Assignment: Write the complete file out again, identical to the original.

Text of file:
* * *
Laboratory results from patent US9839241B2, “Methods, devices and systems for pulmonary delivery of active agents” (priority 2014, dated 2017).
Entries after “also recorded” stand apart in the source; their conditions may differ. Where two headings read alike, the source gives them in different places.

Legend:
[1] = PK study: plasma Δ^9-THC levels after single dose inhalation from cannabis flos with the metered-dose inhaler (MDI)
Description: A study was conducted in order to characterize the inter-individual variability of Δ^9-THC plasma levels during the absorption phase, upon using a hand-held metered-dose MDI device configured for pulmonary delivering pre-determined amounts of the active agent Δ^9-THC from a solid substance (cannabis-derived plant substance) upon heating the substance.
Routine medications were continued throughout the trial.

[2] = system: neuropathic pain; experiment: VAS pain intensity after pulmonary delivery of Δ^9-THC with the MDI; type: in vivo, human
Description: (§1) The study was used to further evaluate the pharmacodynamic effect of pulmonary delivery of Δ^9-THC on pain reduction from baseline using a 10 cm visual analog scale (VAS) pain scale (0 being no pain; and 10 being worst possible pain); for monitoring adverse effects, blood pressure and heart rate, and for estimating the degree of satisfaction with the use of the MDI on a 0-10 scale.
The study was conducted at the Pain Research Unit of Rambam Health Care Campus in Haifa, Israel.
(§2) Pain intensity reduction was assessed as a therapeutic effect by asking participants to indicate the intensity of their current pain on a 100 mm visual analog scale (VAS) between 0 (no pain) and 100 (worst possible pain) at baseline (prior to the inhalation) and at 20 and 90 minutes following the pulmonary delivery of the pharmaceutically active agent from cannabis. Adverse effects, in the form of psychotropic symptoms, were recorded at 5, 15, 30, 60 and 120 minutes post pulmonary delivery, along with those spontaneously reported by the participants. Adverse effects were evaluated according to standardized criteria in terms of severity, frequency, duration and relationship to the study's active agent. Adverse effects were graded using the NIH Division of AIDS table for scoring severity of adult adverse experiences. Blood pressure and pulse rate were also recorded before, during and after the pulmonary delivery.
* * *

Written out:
Laboratory results from patent US9839241B2, “Methods, devices and systems for pulmonary delivery of active agents” (priority 2014, dated 2017).
Entries after “also recorded” stand apart in the source; their conditions may differ. Where two headings read alike, the source gives them in different places.

Legend:
[1] = PK study: plasma Δ^9-THC levels after single dose inhalation from cannabis flos with the metered-dose inhaler (MDI)
Description: A study was conducted in order to characterize the inter-individual variability of Δ^9-THC plasma levels during the absorption phase, upon using a hand-held metered-dose MDI device configured for pulmonary delivering pre-determined amounts of the active agent Δ^9-THC from a solid substance (cannabis-derived plant substance) upon heating the substance.
Routine medications were continued throughout the trial.

[2] = system: neuropathic pain; experiment: VAS pain intensity after pulmonary delivery of Δ^9-THC with the MDI; type: in vivo, human
Description: (§1) The study was used to further evaluate the pharmacodynamic effect of pulmonary delivery of Δ^9-THC on pain reduction from baseline using a 10 cm visual analog scale (VAS) pain scale (0 being no pain; and 10 being worst possible pain); for monitoring adverse effects, blood pressure and heart rate, and for estimating the degree of satisfaction with the use of the MDI on a 0-10 scale.
The study was conducted at the Pain Research Unit of Rambam Health Care Campus in Haifa, Israel.
(§2) Pain intensity reduction was assessed as a therapeutic effect by asking participants to indicate the intensity of their current pain on a 100 mm visual analog scale (VAS) between 0 (no pain) and 100 (worst possible pain) at baseline (prior to the inhalation) and at 20 and 90 minutes following the pulmonary delivery of the pharmaceutically active agent from cannabis. Adverse effects, in the form of psychotropic symptoms, were recorded at 5, 15, 30, 60 and 120 minutes post pulmonary delivery, along with those spontaneously reported by the participants. Adverse effects were evaluated according to standardized criteria in terms of severity, frequency, duration and relationship to the study's active agent. Adverse effects were graded using the NIH Division of AIDS table for scoring severity of adult adverse experiences. Blood pressure and pulse rate were also recorded before, during and after the pulmonary delivery.